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Bossier Play Boss for Anadarko

January 22, 2001
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Bossier Play Boss for Anadarko

Building on the success it has enjoyed so far in its Bossier natural gas play in East Texas, Anadarko Petroleum Corp. plans to spend nearly a third more in the region this year, almost $535 million total, to expand its development program and increase its exploration prospects.

Last year, Houston-based Anadarko drilled 142 development wells and increased its lease holdings for the play by 150% to 250,000 acres in East Texas and North Louisiana. It produced 60 Bcf from the two areas of its Bossier development in 2000, up from 22 Bcf in 1999. This year, it expects to increase Bossier production to 90 Bcf.

"The Bossier accounted for over one third of our total gas production last year and became our single biggest U.S. natural gas field - bigger than the giant Hugoton gas field in southwest Kansas, where Anadarko began," said COO John N. Seitz. "The steady and predictable performance of these Bossier wells, plus our very high success rate, good cost control and improvements in reservoir production through fracture stimulation combine to make this project one of the most attractive investments in Anadarko's portfolio."

More than half of the new 2001 budget for Bossier, nearly $420 million, is slated for drilling and completion of 36 new exploratory and 186 development wells, and another $100 million will be spent on lease acquisition, expansion and upgrades of gathering lines and treating facilities.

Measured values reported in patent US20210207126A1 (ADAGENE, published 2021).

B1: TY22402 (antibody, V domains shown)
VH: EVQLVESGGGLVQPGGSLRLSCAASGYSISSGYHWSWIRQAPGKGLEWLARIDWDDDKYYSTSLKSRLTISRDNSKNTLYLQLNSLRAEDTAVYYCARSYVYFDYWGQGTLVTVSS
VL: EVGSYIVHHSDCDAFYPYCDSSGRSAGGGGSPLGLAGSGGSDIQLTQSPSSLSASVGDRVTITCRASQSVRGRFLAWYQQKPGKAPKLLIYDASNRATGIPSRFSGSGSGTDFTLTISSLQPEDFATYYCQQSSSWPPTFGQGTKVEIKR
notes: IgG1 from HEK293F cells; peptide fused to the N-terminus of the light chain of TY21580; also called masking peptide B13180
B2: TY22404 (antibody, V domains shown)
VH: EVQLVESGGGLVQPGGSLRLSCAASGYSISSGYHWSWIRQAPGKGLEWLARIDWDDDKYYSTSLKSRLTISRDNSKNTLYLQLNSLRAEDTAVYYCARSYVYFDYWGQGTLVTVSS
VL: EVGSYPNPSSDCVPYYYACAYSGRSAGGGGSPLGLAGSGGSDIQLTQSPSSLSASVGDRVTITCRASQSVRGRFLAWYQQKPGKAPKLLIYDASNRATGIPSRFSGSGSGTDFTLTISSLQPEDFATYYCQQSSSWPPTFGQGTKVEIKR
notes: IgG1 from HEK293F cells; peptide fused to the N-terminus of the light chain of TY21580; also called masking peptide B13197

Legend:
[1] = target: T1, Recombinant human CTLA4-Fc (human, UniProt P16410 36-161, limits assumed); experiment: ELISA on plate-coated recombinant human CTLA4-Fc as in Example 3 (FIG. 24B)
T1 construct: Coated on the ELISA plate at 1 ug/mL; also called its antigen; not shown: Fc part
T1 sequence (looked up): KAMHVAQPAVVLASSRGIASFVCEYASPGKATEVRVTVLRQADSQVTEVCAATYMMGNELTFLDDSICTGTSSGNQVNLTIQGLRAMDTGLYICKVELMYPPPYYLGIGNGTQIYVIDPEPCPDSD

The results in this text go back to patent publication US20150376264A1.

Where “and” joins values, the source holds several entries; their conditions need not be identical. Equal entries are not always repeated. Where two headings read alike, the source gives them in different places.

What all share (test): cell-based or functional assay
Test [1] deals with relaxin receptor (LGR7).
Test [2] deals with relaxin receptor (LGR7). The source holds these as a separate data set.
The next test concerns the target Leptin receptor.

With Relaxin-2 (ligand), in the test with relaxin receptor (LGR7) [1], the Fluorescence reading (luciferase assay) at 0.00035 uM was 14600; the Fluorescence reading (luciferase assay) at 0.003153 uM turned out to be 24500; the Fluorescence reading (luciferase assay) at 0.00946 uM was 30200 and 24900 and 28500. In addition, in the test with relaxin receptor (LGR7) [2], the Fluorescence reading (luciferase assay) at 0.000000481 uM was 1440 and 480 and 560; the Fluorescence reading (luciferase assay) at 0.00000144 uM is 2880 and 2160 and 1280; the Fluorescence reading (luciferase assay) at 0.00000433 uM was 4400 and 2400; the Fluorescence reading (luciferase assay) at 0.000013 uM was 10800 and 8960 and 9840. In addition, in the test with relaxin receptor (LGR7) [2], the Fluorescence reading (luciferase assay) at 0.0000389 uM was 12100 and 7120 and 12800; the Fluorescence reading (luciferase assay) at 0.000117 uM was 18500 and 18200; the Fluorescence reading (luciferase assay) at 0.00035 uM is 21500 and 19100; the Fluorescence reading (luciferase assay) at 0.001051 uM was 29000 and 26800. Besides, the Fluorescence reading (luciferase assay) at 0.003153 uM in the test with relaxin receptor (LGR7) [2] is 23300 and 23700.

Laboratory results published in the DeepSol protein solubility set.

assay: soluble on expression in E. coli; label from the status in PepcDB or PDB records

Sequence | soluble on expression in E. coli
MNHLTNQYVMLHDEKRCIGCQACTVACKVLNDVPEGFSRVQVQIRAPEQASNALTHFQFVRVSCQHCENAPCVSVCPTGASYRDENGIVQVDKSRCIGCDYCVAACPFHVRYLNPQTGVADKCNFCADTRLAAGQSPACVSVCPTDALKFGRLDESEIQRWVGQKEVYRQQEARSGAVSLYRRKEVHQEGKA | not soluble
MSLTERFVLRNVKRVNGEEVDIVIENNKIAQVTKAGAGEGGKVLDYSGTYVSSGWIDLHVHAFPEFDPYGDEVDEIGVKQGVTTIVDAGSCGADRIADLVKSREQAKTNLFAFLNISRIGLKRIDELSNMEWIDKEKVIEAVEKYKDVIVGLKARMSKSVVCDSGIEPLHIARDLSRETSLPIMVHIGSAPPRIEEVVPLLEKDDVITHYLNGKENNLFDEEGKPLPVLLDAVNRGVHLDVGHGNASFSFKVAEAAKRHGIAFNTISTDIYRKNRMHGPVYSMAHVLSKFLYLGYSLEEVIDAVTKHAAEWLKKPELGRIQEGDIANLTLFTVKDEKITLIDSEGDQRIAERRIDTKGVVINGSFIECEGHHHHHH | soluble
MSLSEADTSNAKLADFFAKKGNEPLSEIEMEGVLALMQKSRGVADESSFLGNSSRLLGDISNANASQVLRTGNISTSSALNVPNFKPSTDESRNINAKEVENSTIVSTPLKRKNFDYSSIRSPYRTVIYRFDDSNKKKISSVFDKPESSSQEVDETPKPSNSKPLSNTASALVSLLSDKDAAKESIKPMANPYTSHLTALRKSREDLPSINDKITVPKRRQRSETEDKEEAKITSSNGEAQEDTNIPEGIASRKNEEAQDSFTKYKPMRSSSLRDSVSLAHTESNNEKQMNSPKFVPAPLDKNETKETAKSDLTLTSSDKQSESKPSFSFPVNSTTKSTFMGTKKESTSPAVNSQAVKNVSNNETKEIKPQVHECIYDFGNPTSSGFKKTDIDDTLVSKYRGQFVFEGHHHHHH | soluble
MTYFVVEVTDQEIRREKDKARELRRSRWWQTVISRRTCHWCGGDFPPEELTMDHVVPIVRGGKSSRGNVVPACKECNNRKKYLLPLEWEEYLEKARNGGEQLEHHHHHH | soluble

Seitz said that last year, Anadarko concentrated on expanding its lease position in East Texas. "Now we're in a good position to pursue a more extensive drilling campaign, and we have the resources, the people and the rigs to do that. Our leadership position, confirmed by our exploratory drilling successes last year, gives us the confidence to expand the limits of the play." Overall, Seitz said Anadarko would increase its Bossier exploratory program almost 70% this year.

Seven wildcats drilled last year in East Texas encountered commercial gas amounts in the Bossier. Along a similar trend in North Louisiana, one wildcat well drilled was not commercial and another is still being evaluated. Most successful last year was the Blair A-3, an extension of the Dew field in Freestone County, TX, which flowed at a rate of 50 MMcf/d with 4,600 pounds of casing pressure. Another successful well was Thigpen A-1, a 13,500-foot-deep Dew field extension, which had initial production of 15.7 MMcf/d with 3,400 pounds of casing pressure.

"Our development success rate has been phenomenal," said Mike Cochran, vice president of exploration. "Each new well provides Anadarko additional confirmation about the Bossier petroleum system model. We analyze each new data point quickly, incorporate the information into our regional models, and then we act on this new information. This constant refining of our models gives us an advantage in technical understanding and immediately directs us to new expansion areas and opportunities."

Currently, Anadarko has 27 rigs drilling for the Bossier sands in East Texas and six drilling a similar type play in Jackson Parish, LA. It expected to drill its 300th well in the Bossier this week, and by the end of 2001 expects to have 500 producing wells in the region.

Carolyn Davis, Houston

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